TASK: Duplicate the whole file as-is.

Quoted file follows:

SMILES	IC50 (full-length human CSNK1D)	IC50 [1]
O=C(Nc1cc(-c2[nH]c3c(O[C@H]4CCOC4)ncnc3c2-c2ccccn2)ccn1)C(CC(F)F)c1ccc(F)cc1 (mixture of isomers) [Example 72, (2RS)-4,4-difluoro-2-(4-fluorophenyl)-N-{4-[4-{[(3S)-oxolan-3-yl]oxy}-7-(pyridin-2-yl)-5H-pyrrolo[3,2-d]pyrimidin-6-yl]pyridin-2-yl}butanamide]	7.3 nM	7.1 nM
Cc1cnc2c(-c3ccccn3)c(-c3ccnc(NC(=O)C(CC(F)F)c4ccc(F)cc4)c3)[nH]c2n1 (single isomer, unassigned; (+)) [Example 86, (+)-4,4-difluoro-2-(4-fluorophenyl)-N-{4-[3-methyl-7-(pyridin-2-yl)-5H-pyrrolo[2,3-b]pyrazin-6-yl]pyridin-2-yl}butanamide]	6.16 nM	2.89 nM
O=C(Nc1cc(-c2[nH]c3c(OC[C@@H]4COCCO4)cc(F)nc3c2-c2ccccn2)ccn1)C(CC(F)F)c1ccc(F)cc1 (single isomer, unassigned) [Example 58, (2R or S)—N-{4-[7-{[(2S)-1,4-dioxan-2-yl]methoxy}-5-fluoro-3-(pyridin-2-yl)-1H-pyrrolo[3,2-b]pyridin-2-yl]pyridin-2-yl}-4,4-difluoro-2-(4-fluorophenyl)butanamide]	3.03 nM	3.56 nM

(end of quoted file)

SMILES	IC50 (full-length human CSNK1D)	IC50 [1]
O=C(Nc1cc(-c2[nH]c3c(O[C@H]4CCOC4)ncnc3c2-c2ccccn2)ccn1)C(CC(F)F)c1ccc(F)cc1 (mixture of isomers) [Example 72, (2RS)-4,4-difluoro-2-(4-fluorophenyl)-N-{4-[4-{[(3S)-oxolan-3-yl]oxy}-7-(pyridin-2-yl)-5H-pyrrolo[3,2-d]pyrimidin-6-yl]pyridin-2-yl}butanamide]	7.3 nM	7.1 nM
Cc1cnc2c(-c3ccccn3)c(-c3ccnc(NC(=O)C(CC(F)F)c4ccc(F)cc4)c3)[nH]c2n1 (single isomer, unassigned; (+)) [Example 86, (+)-4,4-difluoro-2-(4-fluorophenyl)-N-{4-[3-methyl-7-(pyridin-2-yl)-5H-pyrrolo[2,3-b]pyrazin-6-yl]pyridin-2-yl}butanamide]	6.16 nM	2.89 nM
O=C(Nc1cc(-c2[nH]c3c(OC[C@@H]4COCCO4)cc(F)nc3c2-c2ccccn2)ccn1)C(CC(F)F)c1ccc(F)cc1 (single isomer, unassigned) [Example 58, (2R or S)—N-{4-[7-{[(2S)-1,4-dioxan-2-yl]methoxy}-5-fluoro-3-(pyridin-2-yl)-1H-pyrrolo[3,2-b]pyridin-2-yl]pyridin-2-yl}-4,4-difluoro-2-(4-fluorophenyl)butanamide]	3.03 nM	3.56 nM